Loading...

Florida Passes Sweeping Changes in Fire Code to Benefit of Recovery Residences

Written by:

at April 27, 2021

This afternoon, the Florida Legislature passed the Palm Beach County Sober Home Task Force’s 2021 proposed legislation, embodied as Senate Bill 804, which amongst other provisions, has now barred local building officials and fire marshals from declaring that a single-family dwelling or a two-family dwelling (duplex) has been “reclassified” to be, amongst other uses, a “Residential Board and Care” facility. This means those dreaded fire inspections which triggered sprinklers and other lifesafety improvements that are not otherwise required in single-family and two-family homes cannot now be required in order to obtain a passing fire inspection. This only applies to certified recovery residences. This does not apply to apartment buildings.

Not only are such improvements expensive (retrofitting a house for sprinklers can cost >$25k), but such improvements have been deemed by more than one federal court to be discriminatory (since we don’t require the same from families related by blood or marriage; recovery residences intentionally create the functional equivalency of a biological family).

A huge debt of gratitude and appreciation is extended to those who persisted over the past 3 years to see this reasonable and appropriate change to the Florida building and fire code occur.

SB 804 is attached and includes several other changes to provisions governing the licensure and regulation of substance use disorder treatment programs, including:

  • The bill makes it a third degree felony to falsify information, or to withhold material facts, on an application for licensure as a substance abuse service provider.
  • The bill authorizes the Department of Children and Families (DCF) to suspend a service provider’s license for failing to pay, within 60 days of a date set by the DCF, administrative fines and accrued interest related to disciplinary action taken against the service provider. The bill also mandates that a service provider pay fines and accrued interest resulting from violations of patient referral prohibitions within 60 days of a date specified by the DCF. If a service provider fails to remit payment within 60 days, the bill requires the DCF to immediately suspend the service provider’s license.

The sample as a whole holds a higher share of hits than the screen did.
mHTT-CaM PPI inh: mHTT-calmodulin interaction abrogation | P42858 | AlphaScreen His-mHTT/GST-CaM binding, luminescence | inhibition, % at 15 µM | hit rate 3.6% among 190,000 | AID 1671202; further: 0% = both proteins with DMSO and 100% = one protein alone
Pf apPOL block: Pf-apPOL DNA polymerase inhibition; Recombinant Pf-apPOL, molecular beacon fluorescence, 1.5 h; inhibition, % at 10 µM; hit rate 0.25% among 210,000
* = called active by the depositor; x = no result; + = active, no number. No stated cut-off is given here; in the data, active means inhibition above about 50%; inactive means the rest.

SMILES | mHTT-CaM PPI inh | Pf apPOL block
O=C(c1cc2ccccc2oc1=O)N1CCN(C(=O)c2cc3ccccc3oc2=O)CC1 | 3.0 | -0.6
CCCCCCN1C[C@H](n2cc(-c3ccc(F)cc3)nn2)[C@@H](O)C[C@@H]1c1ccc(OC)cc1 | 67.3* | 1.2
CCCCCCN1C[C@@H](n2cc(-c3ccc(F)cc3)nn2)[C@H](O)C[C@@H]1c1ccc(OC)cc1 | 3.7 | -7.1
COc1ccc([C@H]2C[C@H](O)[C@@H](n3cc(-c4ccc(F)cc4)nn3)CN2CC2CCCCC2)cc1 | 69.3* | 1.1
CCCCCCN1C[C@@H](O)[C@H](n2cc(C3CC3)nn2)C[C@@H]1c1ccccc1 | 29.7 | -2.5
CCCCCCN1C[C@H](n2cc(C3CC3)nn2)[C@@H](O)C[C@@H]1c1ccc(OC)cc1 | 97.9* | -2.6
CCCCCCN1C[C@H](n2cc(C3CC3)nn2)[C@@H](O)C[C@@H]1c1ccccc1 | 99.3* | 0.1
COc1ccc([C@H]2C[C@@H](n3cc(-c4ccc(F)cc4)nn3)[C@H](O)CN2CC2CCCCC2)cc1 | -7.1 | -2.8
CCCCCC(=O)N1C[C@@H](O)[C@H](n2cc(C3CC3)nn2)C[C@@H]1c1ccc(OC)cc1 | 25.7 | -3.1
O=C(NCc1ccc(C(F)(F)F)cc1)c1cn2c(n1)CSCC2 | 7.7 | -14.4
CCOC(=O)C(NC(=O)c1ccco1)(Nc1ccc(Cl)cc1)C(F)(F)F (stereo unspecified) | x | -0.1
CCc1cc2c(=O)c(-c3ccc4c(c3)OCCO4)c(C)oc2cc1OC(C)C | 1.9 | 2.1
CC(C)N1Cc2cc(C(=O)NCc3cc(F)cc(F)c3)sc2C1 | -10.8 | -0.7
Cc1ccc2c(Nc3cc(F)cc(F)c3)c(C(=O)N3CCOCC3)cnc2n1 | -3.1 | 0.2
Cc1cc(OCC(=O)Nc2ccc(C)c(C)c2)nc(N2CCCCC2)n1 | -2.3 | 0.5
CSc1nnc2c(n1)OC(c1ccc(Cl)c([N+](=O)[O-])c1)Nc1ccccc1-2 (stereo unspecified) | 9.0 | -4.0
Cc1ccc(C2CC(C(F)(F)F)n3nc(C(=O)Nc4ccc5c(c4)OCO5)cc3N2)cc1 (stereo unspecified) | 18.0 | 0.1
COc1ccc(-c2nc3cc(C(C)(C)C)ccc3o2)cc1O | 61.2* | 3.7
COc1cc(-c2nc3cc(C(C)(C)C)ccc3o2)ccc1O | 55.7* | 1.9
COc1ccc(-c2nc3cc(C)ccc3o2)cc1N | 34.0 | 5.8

• The bill also broadens the eligibility for exemption from employment disqualification for certain prior criminal offenses to specified employees of an applicant recovery residence and to applicant recovery residence administrators (until now, CRRA’s were treated differently by the law when it came to applications for exemption from disqualification, which has now been corrected).
Click here to learn more
SOBER LAW NEWS IS A LEGAL WEBSITE PROVIDING NEWS, COMMENTARY AND OPINIONS ON THE ADDICTION TREATMENT AND RECOVERY SERVICES INDUSTRIES. THE ARTICLES REPOSTED ON THIS SITE TAKE AN IN-DEPTH LOOK AT CURRENT TRENDS IN THIS DYNAMIC HEALTH CARE SECTOR AND THE LAWS THAT GOVERN ITS REGULATION AND GROWTH. OUR HOPE AND PURPOSE IS TO PROVIDE RELEVANT AND ACCURATE INFORMATION TO THE PUBLIC AND TO POLICYMAKERS THAT WILL HELP GUIDE THE PROVISION OF ADDICTION TREATMENT OUT OF THE SHADOWS AND INTO TRANSPARENT, MAINSTREAM HEALTH CARE. THE INFORMATION PROVIDED ON THIS WEBSITE IS FOR INFORMATIONAL PURPOSES ONLY AND IS INTENDED AS A PUBLIC SERVICE. ANY QUESTIONS OF A LEGAL NATURE SHOULD BE DIRECTED TO AN ATTORNEY, AND THE INFORMATION ON THIS WEBSITE IS NOT INTENDED TO REPLACE LEGAL ADVICE FROM A LICENSED ATTORNEY IN YOUR STATE. BY USING THIS WEBSITE, YOU ACKNOWLEDGE THAT YOU MAY NOT RELY UPON OR REFER TO THE CONTENTS AS BEING LEGAL ADVICE OR GUIDANCE PROVIDED BY JEFFREY C. LYNNE, ESQ., WITHOUT HIS PRIOR WRITTEN CONSENT.

Comments

Loading Disqus Comments ...

Submit a Comment

Your email address will not be published. Required fields are marked *

Pin It on Pinterest

Share This